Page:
A Restoration treasure-trove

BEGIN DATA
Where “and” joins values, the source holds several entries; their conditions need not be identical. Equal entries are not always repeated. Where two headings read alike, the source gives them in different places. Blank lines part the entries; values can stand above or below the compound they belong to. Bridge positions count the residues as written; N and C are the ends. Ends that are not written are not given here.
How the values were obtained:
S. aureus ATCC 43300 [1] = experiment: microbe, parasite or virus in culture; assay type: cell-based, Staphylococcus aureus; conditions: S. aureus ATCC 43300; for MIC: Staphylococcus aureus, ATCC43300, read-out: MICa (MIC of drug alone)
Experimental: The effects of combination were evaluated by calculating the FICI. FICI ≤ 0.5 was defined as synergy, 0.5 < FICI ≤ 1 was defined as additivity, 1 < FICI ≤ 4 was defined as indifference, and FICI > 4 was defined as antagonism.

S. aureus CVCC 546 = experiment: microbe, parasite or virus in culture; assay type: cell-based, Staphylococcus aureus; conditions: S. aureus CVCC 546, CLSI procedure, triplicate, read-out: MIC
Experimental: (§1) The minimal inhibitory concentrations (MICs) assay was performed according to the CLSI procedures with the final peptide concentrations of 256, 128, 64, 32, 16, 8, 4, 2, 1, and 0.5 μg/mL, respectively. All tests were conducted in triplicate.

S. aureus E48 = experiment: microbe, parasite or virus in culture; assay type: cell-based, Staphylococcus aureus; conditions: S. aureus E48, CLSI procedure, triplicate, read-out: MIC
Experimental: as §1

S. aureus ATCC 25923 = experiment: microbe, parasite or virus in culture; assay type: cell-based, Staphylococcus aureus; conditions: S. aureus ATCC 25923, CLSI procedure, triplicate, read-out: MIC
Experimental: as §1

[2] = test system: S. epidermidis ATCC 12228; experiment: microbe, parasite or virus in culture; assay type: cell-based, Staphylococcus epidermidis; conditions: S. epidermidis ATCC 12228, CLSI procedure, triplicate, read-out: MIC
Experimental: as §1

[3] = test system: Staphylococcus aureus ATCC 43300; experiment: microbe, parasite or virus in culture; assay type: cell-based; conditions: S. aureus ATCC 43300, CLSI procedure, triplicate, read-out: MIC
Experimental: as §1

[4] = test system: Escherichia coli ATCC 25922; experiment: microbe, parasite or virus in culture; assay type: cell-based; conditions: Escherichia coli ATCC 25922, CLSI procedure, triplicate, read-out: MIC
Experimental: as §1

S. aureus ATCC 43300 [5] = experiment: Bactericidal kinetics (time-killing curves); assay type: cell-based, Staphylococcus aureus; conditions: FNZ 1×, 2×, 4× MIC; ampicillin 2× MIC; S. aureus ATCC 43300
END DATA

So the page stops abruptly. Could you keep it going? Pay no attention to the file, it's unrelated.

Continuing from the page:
A Restoration treasure-trove If the siren call of Restoration music drama has tantalized generations of scholars, anyone who sails its waters is in for a challenge. The heterogeneity and hybridity of the repertory itself; the terminological caprice with which contemporary witnesses referred to it; and the black holes in its source material: all of these factors contribute to a labyrinthine universe that is almost impossible to chart. And yet this is exactly what its latest intrepid chronicler has set out to do. Andrew R. Walkling’s Masque and opera in England, 1656–1688 is the first part of a diptych, to be complemented by a forthcoming volume on the genre of dramatick opera. Walkling’s project is remarkably ambitious. As the author announces in the Introduction to this first book, his aim is to redress the ‘dearth of originality’ and ‘culture of superficiality’ in accounts of large-scale Restoration music drama since the 1980s (p.5). Based on the historicist perspective familiar to those who know his previous work, Walkling proposes a new approach to this repertory: My account is simultaneously empirical and interpretive, inscribing the arc of a broad historical narrative while maintaining a sharp focus on the particular and the incidental. Details are as crucial as is the wide view to the establishment of a clear understanding of past practices and phenomena. (p.7) These aspirations are refreshing, for it is true that some accounts of Restoration music drama have tended to over-generalize, and to reiterate often speculative conclusions. Equally remarkable is the shape in which Walkling tells his story. The book is divided into two parts, respectively focusing upon masque and opera. While each part in itself follows a largely chronological course, the book as a whole does not present a linear history. Rather, it relates several histories, tracing various creative and contextual strands across the repertory. Part I opens with a chapter on court balls and Shrovetide entertainments, including a case study of The Queen’s Masque (1671). The next chapter is dedicated to theatrical entertainments with youthful, ‘recreational’ performers (p.71). Examples range from the court adaptation of John Dryden’s The Indian Emperor (1668) to Calisto (1675), a masque in which young courtiers acted alongside professional dancers and singers. The first part ends with a discussion of masques and plays at court after 1675, making reference to Rare en Tout, Venus and Adonis and Dido and Aeneas. Part II then jumps back in time to Richard Flecknoe’s and William Davenant’s operatic experiments of the 1650s, before investigating the controversial employment of foreign musicians at the Restoration court (1660–89), and its implications for works such as the Ballet et Musique pour le Divertissement du Roy de la Grande Bretagne and Ariane, ou le Mariage de Bacchus. The final chapter provides an account of ‘Through-composed drama in the 1680s’ (p.291), epitomized by Albion and Albanius and Cadmus et Hermione. Everything about this book emanates its author’s encyclopaedic knowledge of and profound commitment to his material. Walkling peruses a plethora of sources, from royal orders, briefs, letters, petitions, registers and Warrant Books to prefaces, newspaper reports and the occasional (auto)biography. Some documents allow him to identify performers, often complete with age and marital status. Others invite him to rethink the dating of works such as Mithridates, which he suggests may have existed in a court version before it was presented at Drury Lane (p.123). Yet other documents beg reinterpretation, such as Nicholas Staggins’s and John Blow’s petition for a royal grant to erect an ‘Academy or Opera of Musick’: while the ‘Opera’ in question has generally been read as an institution, Walkling suggests it might also refer to a physical space (p.130). As these examples illustrate, issues of performance, personnel, organization and administration generally take precedence over textual and musical analysis. Walkling’s findings range from the minute to the spectacular. The former are largely contained in elaborate tables and copious footnotes that will mostly reward readers undeterred by vertiginous detail; the latter are found in the most thorough case studies spread across the book. Particularly inspiring are those passages identifying networks of creators and performers. For instance, based on a close inspection of the few surviving sources documenting the French comedy Rare en Tout (1677), Walkling ventures to attribute the role of Isabelle to Isabella Bennet, the then nine- or ten-year-old Duchess of Grafton. He also elucidates the entourage of her father, Lord Chamberlain Arlington, including the librettist Anne de La Roche-Guilhen, the composer and wind player Jacques Paisible, and the French expatriate Seigneur de Saint-Évremond, who was entrusted with the organization of the production. Another highlight is the chapter on French musicians at the Restoration court—an essential point of reference for anyone interested in this subject. If Charles II’s ‘francophilia’ has become something of a cliché in discussions of this repertory, Walkling clarifies just to what extent the French influence on English music drama amounted to an actual influx of French composers, choreographers and performers, some of whom spent years in England. One of the author’s most ground-breaking discoveries in this respect is the existence of secret payments made to a small group of French performers who, as it would appear, were maintained at court in the precarious aftermath of the Test Act. These pages are a salient illustration of Walkling’s particular brand of historical detective work. Through the meticulous inspection of various types of evidence, he breathes life into the distant landscape of Restoration music drama, populating it with concrete names and faces. Throughout his account, Walkling lets the sources guide the way. While this strategy is inevitable, its consequence for the present volume is a certain lack of focus. Every work is examined from a different perspective, which occasionally obscures the grounds for comparison between sections. At the same time, some works receive less attention than their source materials seem to warrant. Cupid and Death is a case in point: although two printed librettos and an autograph score survive for this masque, it is discussed comparatively briefly. This imbalance is most tangible in Part II, chapter 4, where a handful of paragraphs on Cupid and Death drown in more than 20 pages on scenic ornament in The Siege of Rhodes. Walkling’s forthcoming edition of Cupid and Death with Robert Thompson may explain why he limited its discussion here. Still, it seems strange for such a seminal piece not to feature more prominently in a history of English masque and opera. The occasional want of direction in this book might be due in part to the binary genre distinction at the heart of its structure. In choosing genre as an organizing principle, Walkling did not take the easiest route through the repertory. After all, theatre, masque and opera are the generic Bermuda triangle of Restoration studies: the repertory was at least as heterogeneous as the nascent theatrical terminology used by 17th-century theatre-goers. Add our modern conceptions of opera into the equation, and the confusion is complete. What is a masque? What is an opera? In an attempt to answer these perplexing questions, Walkling develops an amusing analogy with the ambiguous classifications of Jaffa cakes (cake or biscuit?) and tomatoes (fruit or vegetable?): Herein lies the key to the masque/opera conundrum: if we consider use rather than content, the external as opposed to the internal, as a basis for discrimination, a workable solution to the problem begins to emerge. In Restoration England, a given free-standing musical-theatrical work, regardless of its particular features, can most readily be characterized as a masque if its performance takes place at court; conversely, when it appears on the public stage, it is an opera. Such an approach is not without its own inconsistencies, but it goes a long way toward resolving generic confusion on our part. (p.20) A few additional parameters complete Walkling’s typology. For instance, while masques are characterized by the participation of courtly, ‘recreational’ performers (p.25), opera was dominated by professional or ‘occupational’ ones (p.58). Ingenious as this taxonomy may be from a theoretical perspective, its practical implementation raises several issues. First of all, the external evidence on which it is based is far from clear-cut. If performance context is key to genre, how does one categorize a work such as Dido and Aeneas, whose early history is uncertain? And how does one account for the porous wall between the public and courtly stages? Walkling discusses various productions that premiered at court before transferring to the theatre, and vice versa. The same commute was common among performers. All of this is not to mention an opera such as Albion and Albanius, commissioned by the king and rehearsed at court before it was presented at Dorset Garden. Does a work shed its genre as it changes venues? And what does that imply for its modern performance history? Secondly, it soon becomes clear that external factors do not tell the whole story. In Part II Walkling describes opera as ‘an essentially “technological” genre, combining a newly emerging musical technology (recitative) with the theatrical technology of scenic spectacle’ (p.148). To this he adds opera’s characteristic articulation of ‘a political and social philosophy … to exert some degree of ideological control over the spectators’ (p.148). These factors are as fluid as the contextual circumstances discussed above. For one, as the author himself acknowledges, ‘the presence/use of recitative in a theatrical work is not actually a necessary condition for that work to be through-composed … On the other hand, neither is the mere appearance of recitative sufficient to establish through-composition’ (pp.145–56). Walkling is acutely aware of these ambiguities, and carefully qualifies his classifications wherever necessary. As a result, however, the generic framework laid out in the Introduction becomes increasingly blurred. Several works are announced as anomalies or hybrids, deviating from a partly implicit norm. The Empress of Morocco is ranked among the masques in Part I, but not considered ‘a masque per se’ (p.20); Calisto is described as a ‘complex generic hybrid’ (p.110), while Rare en Tout, ‘despite John Verney’s description of it as an “opera” … is in fact a curious generic amalgam whose features are indebted to the comédie-ballet form’ (p.114). Venus and Adonis, the ‘Masque for ye entertainment of ye King’, must be regarded ‘as sui generis’ (p.134); and the opera Albion and Albanius is characterized as ‘the most masque-like of all Restoration theatrical entertainments’ (p.17). Tensions between external and internal evidence, contemporaneous and modern terms are inescapable in any discussion of Restoration music drama. In this case, however, they may be unnecessarily exacerbated by the conceptual and structural focus on genre. Can this unwieldy corpus ever really be categorized? Indeed, should it? Walkling himself explicitly doubts this in his Introduction: ‘Any attempt to bring unassailable clarity to the generic and documentary tangle that is English musical theatre between the mid-1650s and the beginning of the 1690s is pretty much doomed to failure’ (p.24). I could not help but wonder if a chronological approach might have made things easier. The greatest advantage of the present, systematic structure is the association of related works that are chronologically distant, such as early court masques on the one hand and Venus and Dido on the other. Still, there are several passages that might have benefited from a historically linear narrative. For instance, while the opera Ariane and the masque Calisto are only a year apart and, according to Walkling, may have shared several performers, they are presented in two different parts of the book, as examples of two different paradigms. Conversely, Venus and Adonis is categorized as a masque owing to its early court performance, but resurfaces in the opera chapters on account of its through-composed score and its French influences. These and other moments show that the straddle between chronology and genre is hard to sustain. It would be unfair to assess Walkling’s project on the basis of its first leg alone. After all, the large body of dramatick opera remains to be discussed, and the second book may well allow the reader to connect the historical dots. In the meantime, this first volume is a veritable treasure-trove for anyone with a keen interest in the people, networks and organizations behind Restoration masque and opera. The best way to enjoy its wealth is to sail along on its meandering course and discover the fascinating landscapes along the way. © The Author(s) 2018. Published by Oxford University Press. All rights reserved. This article is published and distributed under the terms of the Oxford University Press, Standard Journals Publication Model (https://academic.oup.com/journals/pages/open_access/funder_policies/chorus/standard_publication_model) http://www.deepdyve.com/assets/images/DeepDyve-Logo-lg.png Early Music Oxford University Press